Property viewings have been stopped and estate agents’ offices closed to the public as part of the wide-ranging lockdown measures to contain coronavirus infections. Last week, Housing Secretary Robert Jenrick warned “homebuyers and renters should, where possible, delay moving to a new house while measures are in place to fight coronavirus.” The housing market has undergone a remarkable recovery over recent months, with house prices continuing to increase at the start of 2020, helped by Brexit and reducing uncertainty around the UK’s departure from the European Union.
But the Royal Institution of Chartered Surveyors (RICS) has now warned sales expectations in the next three months have plummeted to minus 92 – the lowest since the monthly survey of the residential housing market began.
This would be down from +26 in February, showing an alarming loss of confidence in the housing market as the coronavirus pandemic and lockdown measures tighten their grip.
RICS’ index of properties for sale – which measures the difference between the percentages of surveyors expecting a price rise and those predicting a price slump – fell to minus 72, while indices for demand and sales fell to minus 74 and minus 69 respectively.
The indices are calculated by subtracting the proportion of property surveyors reporting a deterioration from those reporting an improvement in the under-pressure market.
UK house sales are forecast to plummet to their lowest level in 20 years
The UK housing market has come to a standstill as the coronavirus pandemic takes hold
The alarming forecasts suggest a sharper near-term downturn than in the 2008-09 financial crisis, prompting some economists to predict the largest fall in output since the 1920s.
Sales expectations for the next three months are now the weakest of any time since RICS started surveying its members on this in 1998, and price expectations for the coming months are the lowest since the financial crisis.
RICS’s headline house price balance remained in positive territory for March, before the lockdown took full effect, at +11, down from +29 in February and a forecast in a Reuters poll of economists of +14.
But for three months ahead, the index sank to minus 82. whole looking to this time next year, the index was still trailing at minus 38.
Homebuyers and renters have been urged to avoid moving house
This is a huge blow for a market that was just beginning to show encouraging signs of recovery following the EU referendum in June 2016.
RICS chief economist Simon Rubinsohn, warned: “The legacy of COVID-19 could be such that any return to what might be described as ‘normality’ in the economy will take time and households will remain cautious for a while.
Hew Edgar, RICS head of government relations, has urged the Government to “start considering medium and long-term measures that could assist a post-pandemic housing market”.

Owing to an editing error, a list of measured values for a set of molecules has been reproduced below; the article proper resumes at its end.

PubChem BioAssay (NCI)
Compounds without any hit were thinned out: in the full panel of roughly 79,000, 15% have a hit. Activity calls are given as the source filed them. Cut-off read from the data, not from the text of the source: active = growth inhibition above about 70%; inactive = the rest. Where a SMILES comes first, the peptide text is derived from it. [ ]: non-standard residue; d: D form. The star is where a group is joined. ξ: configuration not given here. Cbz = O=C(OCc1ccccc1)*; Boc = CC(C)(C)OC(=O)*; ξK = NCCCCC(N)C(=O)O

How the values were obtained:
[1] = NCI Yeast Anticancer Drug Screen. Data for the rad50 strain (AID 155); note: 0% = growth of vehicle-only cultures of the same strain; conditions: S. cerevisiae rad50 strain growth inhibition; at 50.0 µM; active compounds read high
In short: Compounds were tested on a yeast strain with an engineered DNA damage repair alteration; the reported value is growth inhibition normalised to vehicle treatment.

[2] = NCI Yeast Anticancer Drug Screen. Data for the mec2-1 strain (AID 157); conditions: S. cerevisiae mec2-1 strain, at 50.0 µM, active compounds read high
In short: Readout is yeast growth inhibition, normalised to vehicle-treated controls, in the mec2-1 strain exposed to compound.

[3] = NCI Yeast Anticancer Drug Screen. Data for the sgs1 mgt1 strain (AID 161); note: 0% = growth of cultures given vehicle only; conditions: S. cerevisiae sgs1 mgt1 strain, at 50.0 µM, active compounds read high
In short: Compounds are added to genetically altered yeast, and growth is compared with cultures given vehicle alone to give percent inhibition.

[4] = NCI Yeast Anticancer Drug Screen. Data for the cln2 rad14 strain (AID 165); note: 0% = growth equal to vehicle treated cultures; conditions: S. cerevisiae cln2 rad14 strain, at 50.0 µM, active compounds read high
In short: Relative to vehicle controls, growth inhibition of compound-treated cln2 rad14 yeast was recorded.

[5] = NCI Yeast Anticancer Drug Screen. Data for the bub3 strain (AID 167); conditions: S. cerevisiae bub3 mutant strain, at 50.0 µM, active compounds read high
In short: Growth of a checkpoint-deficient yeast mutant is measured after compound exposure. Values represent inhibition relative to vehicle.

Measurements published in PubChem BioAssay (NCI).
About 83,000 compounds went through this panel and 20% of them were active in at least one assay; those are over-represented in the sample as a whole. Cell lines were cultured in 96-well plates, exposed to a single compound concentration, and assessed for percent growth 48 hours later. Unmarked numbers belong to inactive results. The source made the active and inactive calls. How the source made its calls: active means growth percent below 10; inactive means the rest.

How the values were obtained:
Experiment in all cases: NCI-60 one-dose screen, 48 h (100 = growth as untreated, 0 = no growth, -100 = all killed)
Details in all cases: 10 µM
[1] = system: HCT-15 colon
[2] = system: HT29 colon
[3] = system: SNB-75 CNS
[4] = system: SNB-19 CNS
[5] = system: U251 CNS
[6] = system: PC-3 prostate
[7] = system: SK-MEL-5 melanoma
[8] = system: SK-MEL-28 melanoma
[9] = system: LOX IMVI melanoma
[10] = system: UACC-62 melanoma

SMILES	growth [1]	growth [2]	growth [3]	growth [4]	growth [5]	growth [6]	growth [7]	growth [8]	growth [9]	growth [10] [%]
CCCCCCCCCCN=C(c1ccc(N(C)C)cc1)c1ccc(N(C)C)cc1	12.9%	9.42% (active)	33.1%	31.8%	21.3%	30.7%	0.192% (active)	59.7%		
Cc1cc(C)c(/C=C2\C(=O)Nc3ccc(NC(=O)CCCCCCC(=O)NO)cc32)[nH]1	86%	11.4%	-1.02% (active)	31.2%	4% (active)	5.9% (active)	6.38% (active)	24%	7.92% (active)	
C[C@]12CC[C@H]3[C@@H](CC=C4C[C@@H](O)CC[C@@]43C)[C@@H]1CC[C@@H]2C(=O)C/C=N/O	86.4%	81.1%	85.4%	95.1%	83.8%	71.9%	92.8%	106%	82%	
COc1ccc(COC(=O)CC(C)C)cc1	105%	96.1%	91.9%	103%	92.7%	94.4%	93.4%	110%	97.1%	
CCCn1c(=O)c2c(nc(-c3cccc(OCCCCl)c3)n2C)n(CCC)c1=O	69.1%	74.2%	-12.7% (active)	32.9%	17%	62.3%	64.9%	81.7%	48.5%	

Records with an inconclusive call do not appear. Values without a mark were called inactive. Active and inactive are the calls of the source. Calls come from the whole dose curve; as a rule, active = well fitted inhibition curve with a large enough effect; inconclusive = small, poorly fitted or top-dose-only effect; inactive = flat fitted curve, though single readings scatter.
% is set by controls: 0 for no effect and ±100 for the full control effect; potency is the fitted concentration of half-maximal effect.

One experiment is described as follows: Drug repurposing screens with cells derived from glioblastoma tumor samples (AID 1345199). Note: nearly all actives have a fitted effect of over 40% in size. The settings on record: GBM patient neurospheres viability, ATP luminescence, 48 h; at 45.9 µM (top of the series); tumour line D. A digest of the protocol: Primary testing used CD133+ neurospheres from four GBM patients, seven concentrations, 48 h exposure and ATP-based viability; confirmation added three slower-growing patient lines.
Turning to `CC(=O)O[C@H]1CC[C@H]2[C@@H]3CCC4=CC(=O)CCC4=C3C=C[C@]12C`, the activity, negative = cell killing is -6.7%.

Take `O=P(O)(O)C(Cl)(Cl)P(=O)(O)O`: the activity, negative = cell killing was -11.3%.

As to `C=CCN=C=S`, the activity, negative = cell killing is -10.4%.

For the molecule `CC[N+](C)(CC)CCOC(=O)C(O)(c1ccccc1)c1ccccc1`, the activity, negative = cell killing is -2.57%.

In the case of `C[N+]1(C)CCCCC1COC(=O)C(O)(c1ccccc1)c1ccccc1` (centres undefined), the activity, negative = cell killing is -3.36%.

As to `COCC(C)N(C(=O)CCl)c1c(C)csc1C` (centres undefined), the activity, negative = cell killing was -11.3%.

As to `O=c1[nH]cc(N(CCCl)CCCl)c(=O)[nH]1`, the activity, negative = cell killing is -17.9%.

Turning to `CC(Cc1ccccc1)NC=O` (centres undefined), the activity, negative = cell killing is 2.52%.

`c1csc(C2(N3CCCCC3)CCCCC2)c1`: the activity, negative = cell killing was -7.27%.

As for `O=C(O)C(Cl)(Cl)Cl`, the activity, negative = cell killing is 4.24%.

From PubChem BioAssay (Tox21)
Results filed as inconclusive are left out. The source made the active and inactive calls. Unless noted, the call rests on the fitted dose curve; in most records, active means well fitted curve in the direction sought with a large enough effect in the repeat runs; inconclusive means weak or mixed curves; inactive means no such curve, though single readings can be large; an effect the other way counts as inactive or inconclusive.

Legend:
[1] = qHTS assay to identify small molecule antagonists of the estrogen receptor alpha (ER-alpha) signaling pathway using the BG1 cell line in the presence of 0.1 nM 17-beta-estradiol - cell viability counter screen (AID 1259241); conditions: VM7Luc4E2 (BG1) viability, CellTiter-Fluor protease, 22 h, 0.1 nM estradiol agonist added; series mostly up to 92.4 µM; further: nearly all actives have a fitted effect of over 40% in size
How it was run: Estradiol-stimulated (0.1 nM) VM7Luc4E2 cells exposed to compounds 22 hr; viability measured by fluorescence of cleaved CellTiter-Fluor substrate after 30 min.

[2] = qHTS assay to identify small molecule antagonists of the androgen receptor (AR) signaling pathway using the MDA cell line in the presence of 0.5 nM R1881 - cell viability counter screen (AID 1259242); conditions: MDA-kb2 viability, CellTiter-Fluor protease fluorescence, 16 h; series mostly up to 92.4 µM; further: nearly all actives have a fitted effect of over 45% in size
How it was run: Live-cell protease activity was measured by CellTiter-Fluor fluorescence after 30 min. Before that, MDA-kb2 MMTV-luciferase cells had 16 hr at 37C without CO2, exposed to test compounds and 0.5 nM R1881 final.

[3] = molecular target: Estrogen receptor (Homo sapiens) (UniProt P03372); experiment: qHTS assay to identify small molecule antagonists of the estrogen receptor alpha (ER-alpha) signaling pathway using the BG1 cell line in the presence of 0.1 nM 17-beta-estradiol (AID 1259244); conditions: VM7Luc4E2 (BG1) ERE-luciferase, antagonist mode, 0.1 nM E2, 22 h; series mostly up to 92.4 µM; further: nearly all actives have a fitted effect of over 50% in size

RICS also said in its report: “As agents close their doors due to the lockdown, the spread of the virus across the UK has led to a near standstill of the housing market.
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Boris Johnson and his Government have enforced strict lockdown measures
Robert Jenrick issued a warning to those thinking of moving home
“For those who can afford to move they may lack confidence in the market, adding to the slow down.
“A stamp duty (property purchase tax) holiday could be one of the ways to reactivate the housing market quickly as a short term measure.”
Several lenders, such as Virgin Money, suspended all new mortgage applications until the coronavirus crisis has passed.
Research by estate agent comparison site, GetAgent.co.uk, shows that based on transactions over quarter two of last year, this could see nearly 300,000 property sales fall by the wayside as buyers and sellers across the UK are unable to transact.
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The most severe impact will be across England where last year 237,820 transactions were recorded in the three months between April and June.
Colby Short, Founder and CEO of GetAgent.co.uk, said: “Historic data shows the market could see some 290,000 transactions at risk although, given the early signs of market buoyancy since the election, this could well be in excess of 300,000.
“Our advice would be to keep calm, be patient and stick with it. This is a development that impacts both buyer and seller so hopefully, those property sales that have already been agreed should still materialise once normality returns; bringing a huge boost to transactions in the third and fourth quarters of the year.
“It is now down to the nation’s estate agents to demonstrate their worth by acting as the lynchpin between both buyers and sellers to keep them as informed as possible via any and all channels of communication.”